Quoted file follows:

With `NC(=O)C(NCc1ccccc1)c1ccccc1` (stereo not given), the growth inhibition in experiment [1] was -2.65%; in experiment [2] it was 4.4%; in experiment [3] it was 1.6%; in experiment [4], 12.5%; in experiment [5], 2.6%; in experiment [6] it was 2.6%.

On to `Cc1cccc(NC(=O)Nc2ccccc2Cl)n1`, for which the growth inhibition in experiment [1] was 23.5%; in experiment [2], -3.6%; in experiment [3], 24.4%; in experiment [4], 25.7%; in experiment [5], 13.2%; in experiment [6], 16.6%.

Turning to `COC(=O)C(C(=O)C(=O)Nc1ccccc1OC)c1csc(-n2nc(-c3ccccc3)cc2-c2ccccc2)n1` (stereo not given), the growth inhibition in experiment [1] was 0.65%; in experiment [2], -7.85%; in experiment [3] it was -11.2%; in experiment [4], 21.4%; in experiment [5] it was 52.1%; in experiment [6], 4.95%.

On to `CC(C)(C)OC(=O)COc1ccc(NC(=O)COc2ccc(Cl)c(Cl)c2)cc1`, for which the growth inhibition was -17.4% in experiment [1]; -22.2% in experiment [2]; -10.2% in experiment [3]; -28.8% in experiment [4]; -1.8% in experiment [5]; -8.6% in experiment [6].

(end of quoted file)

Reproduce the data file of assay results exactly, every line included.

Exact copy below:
With `NC(=O)C(NCc1ccccc1)c1ccccc1` (stereo not given), the growth inhibition in experiment [1] was -2.65%; in experiment [2] it was 4.4%; in experiment [3] it was 1.6%; in experiment [4], 12.5%; in experiment [5], 2.6%; in experiment [6] it was 2.6%.

On to `Cc1cccc(NC(=O)Nc2ccccc2Cl)n1`, for which the growth inhibition in experiment [1] was 23.5%; in experiment [2], -3.6%; in experiment [3], 24.4%; in experiment [4], 25.7%; in experiment [5], 13.2%; in experiment [6], 16.6%.

Turning to `COC(=O)C(C(=O)C(=O)Nc1ccccc1OC)c1csc(-n2nc(-c3ccccc3)cc2-c2ccccc2)n1` (stereo not given), the growth inhibition in experiment [1] was 0.65%; in experiment [2], -7.85%; in experiment [3] it was -11.2%; in experiment [4], 21.4%; in experiment [5] it was 52.1%; in experiment [6], 4.95%.

On to `CC(C)(C)OC(=O)COc1ccc(NC(=O)COc2ccc(Cl)c(Cl)c2)cc1`, for which the growth inhibition was -17.4% in experiment [1]; -22.2% in experiment [2]; -10.2% in experiment [3]; -28.8% in experiment [4]; -1.8% in experiment [5]; -8.6% in experiment [6].